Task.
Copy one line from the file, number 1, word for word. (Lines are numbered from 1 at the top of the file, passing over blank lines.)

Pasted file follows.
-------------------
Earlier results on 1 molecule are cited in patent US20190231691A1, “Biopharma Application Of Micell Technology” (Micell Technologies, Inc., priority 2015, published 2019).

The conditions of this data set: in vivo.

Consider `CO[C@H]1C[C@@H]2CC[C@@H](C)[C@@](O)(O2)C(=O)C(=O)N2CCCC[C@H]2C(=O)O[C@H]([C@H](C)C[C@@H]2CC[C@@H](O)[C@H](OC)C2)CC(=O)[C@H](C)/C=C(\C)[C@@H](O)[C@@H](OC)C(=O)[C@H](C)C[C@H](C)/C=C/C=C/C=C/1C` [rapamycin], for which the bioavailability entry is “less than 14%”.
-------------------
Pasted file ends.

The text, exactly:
Earlier results on 1 molecule are cited in patent US20190231691A1, “Biopharma Application Of Micell Technology” (Micell Technologies, Inc., priority 2015, published 2019).